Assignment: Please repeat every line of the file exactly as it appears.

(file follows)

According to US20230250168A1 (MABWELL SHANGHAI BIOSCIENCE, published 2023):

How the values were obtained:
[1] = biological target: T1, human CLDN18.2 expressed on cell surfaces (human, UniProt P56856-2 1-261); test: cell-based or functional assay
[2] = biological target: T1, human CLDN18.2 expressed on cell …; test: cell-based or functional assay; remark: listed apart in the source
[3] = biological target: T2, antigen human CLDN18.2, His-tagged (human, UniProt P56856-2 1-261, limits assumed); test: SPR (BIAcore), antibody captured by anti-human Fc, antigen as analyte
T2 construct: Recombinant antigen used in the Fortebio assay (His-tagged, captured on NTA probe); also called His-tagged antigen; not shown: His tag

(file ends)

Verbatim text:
According to US20230250168A1 (MABWELL SHANGHAI BIOSCIENCE, published 2023):

How the values were obtained:
[1] = biological target: T1, human CLDN18.2 expressed on cell surfaces (human, UniProt P56856-2 1-261); test: cell-based or functional assay
[2] = biological target: T1, human CLDN18.2 expressed on cell …; test: cell-based or functional assay; remark: listed apart in the source
[3] = biological target: T2, antigen human CLDN18.2, His-tagged (human, UniProt P56856-2 1-261, limits assumed); test: SPR (BIAcore), antibody captured by anti-human Fc, antigen as analyte
T2 construct: Recombinant antigen used in the Fortebio assay (His-tagged, captured on NTA probe); also called His-tagged antigen; not shown: His tag